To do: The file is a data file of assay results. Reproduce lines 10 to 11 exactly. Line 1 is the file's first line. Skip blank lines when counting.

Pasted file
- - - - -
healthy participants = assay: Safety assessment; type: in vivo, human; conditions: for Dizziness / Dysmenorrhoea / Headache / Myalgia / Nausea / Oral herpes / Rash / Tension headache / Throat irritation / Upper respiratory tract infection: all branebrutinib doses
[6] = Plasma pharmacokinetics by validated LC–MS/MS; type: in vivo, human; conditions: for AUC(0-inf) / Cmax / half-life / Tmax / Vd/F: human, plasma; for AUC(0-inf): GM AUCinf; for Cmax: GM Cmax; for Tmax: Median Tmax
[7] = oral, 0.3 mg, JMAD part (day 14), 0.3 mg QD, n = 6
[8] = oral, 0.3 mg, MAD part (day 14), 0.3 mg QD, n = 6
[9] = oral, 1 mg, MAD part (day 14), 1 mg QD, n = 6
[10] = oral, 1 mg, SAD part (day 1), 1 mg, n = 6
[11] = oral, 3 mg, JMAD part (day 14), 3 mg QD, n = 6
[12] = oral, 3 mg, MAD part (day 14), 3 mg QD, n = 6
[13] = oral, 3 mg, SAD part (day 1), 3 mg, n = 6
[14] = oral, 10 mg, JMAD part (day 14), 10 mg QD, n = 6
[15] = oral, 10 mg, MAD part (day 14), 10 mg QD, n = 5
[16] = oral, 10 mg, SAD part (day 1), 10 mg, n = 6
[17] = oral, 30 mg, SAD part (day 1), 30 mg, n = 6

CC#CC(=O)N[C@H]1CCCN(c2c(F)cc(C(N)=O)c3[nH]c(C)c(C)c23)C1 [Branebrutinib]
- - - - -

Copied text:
[14] = oral, 10 mg, JMAD part (day 14), 10 mg QD, n = 6
[15] = oral, 10 mg, MAD part (day 14), 10 mg QD, n = 5